The Cockney Soul

The Cockney Soul

by Henry Lawson

The Cockney Soul


From Woolwich and Brentford and Stamford Hill, from Richmond into the Strand,

Oh, the Cockney soul is a silent soul, as it is in every land!

But out on the sand with a broken band it’s sarcasm spurs them through;

And, with never a laugh, in a gale and a half, ’tis the Cockney cheers the crew.


Oh, send them a tune from the music-halls with a chorus to shake the sky!

Oh, give them a deep-sea chanty now, and a star to steer them by!


Now this is a song of the great untrained, a song of the Unprepared,

Who had never the brains to plead unfit, or think of the things they dared;

Of the grocer-souled and the draper-souled, and the clerks of the four o’clock,

Who stood for London and died for home in the nineteen-fourteen shock.


Oh, this is a pork-shop warrior’s chant, come back from it, maimed and blind,

To a little old counter in Grey’s Inn-road and a tiny parlour behind;

And the bedroom above, where the wife and he go silently mourning yet

For a son-in-law who shall never come back and a dead son’s room “To Let”.


(But they have a boy “in the fried-fish line” in a shop across the “wye”,

Who will take them “aht” and “abaht” to-night and cheer their old eyes dry.)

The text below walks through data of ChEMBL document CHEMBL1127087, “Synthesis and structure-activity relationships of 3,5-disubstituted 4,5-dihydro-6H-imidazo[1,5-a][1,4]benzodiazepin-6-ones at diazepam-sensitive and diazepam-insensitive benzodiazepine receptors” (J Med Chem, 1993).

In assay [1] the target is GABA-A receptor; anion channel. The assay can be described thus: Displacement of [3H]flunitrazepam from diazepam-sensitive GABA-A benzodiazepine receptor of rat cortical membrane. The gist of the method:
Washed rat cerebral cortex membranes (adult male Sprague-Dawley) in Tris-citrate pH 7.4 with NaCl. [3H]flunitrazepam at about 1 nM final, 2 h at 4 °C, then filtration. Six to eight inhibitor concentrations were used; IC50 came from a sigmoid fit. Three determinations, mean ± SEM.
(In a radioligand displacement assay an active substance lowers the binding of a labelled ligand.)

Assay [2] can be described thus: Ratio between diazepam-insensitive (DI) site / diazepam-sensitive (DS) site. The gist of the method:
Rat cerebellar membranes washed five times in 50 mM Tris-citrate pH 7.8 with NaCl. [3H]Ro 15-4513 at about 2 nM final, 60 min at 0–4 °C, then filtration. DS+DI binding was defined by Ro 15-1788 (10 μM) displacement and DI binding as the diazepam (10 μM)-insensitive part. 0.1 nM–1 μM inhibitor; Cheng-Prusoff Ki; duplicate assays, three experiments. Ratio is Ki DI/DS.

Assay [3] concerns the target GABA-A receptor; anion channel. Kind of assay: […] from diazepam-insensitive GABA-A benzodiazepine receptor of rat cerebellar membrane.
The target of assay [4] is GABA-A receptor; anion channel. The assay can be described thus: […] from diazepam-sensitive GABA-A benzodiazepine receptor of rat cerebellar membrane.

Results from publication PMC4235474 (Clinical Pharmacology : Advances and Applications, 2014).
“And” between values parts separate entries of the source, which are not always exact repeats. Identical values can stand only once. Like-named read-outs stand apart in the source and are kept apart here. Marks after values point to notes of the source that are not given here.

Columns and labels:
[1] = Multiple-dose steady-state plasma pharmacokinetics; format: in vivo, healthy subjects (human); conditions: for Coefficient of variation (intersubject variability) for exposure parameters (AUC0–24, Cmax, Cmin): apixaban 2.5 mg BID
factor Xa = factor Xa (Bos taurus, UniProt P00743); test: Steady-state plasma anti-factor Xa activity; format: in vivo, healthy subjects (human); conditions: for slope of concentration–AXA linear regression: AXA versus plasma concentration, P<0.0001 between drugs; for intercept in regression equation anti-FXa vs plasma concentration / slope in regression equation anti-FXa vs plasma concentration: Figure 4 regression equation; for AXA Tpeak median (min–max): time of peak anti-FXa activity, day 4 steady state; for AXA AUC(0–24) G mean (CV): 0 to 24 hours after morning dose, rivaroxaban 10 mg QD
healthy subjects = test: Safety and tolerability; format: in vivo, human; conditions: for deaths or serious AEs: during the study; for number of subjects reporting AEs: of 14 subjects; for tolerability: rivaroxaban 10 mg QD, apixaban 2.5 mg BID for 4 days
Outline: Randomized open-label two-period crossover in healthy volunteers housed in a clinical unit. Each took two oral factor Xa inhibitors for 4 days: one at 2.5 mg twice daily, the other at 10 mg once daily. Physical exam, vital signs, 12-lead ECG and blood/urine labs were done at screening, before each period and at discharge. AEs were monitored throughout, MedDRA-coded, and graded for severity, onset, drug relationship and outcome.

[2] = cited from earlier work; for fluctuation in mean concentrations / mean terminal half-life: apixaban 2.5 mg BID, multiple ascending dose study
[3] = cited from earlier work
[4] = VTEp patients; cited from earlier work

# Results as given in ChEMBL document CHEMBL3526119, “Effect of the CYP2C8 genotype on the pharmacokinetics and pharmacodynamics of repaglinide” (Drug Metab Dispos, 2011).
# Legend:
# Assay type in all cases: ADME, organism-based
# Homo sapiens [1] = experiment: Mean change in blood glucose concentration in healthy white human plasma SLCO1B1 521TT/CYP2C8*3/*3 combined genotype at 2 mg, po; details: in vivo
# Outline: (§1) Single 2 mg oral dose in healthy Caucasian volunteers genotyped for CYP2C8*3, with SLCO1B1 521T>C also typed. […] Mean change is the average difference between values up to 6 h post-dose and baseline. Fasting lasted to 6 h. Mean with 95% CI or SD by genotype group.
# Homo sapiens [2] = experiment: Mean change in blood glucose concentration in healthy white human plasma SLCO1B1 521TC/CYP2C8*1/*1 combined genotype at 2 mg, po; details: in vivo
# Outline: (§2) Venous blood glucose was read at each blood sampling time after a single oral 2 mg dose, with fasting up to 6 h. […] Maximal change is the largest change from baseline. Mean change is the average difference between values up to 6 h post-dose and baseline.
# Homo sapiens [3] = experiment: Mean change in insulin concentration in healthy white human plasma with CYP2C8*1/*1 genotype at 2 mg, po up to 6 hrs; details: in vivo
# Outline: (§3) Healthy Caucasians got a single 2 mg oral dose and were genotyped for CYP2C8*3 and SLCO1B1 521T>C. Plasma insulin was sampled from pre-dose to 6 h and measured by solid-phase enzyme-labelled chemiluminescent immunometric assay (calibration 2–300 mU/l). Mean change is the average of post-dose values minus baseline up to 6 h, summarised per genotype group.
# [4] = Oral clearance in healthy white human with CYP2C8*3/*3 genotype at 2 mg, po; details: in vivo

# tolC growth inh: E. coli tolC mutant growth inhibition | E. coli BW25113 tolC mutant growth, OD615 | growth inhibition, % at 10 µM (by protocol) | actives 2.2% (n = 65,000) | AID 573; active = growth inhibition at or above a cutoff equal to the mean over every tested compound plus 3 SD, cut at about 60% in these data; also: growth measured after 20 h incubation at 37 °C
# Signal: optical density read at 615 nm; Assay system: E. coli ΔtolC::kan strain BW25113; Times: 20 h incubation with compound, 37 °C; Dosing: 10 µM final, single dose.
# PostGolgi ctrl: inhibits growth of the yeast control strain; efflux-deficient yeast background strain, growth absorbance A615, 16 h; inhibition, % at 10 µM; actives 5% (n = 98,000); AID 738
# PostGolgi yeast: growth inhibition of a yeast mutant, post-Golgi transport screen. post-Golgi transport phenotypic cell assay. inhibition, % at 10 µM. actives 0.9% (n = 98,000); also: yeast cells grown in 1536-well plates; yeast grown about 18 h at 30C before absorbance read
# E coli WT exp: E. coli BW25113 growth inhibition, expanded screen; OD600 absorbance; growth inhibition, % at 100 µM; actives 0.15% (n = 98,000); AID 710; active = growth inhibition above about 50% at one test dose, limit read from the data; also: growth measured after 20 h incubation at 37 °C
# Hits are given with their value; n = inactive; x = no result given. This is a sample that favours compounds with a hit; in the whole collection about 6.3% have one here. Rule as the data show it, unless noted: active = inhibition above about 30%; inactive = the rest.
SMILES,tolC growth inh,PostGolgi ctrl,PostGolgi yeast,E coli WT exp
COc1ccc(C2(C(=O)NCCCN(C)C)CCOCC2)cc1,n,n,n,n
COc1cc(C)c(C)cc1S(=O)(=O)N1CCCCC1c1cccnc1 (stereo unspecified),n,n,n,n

And this is a song of the draper’s clerk (what have you all to say?),

He’d a tall top-hat and a walking-coat in the city every day,

He wears no flesh on his broken bones that lie in the shell-churned loam;

For he went over the top and struck with his cheating yard-wand, home.


(Oh, touch your hat to the tailor-made before you are aware,

And lilt us a lay of Bank-holiday and the lights of Leicester-square!)


Hats off to the dowager lady at home in her house in Russell-square!

Like the pork-shop back and the Brixton flat, they are silently mourning there;

For one lay out ahead of the rest in the slush ‘neath a darkening sky,

With the blood of a hundred earls congealed and his eye-glass to his eye.


(He gave me a cheque in an envelope on a distant gloomy day;

He gave me his hand at the mansion door and he said: “Good-luck! Good-bai!”)


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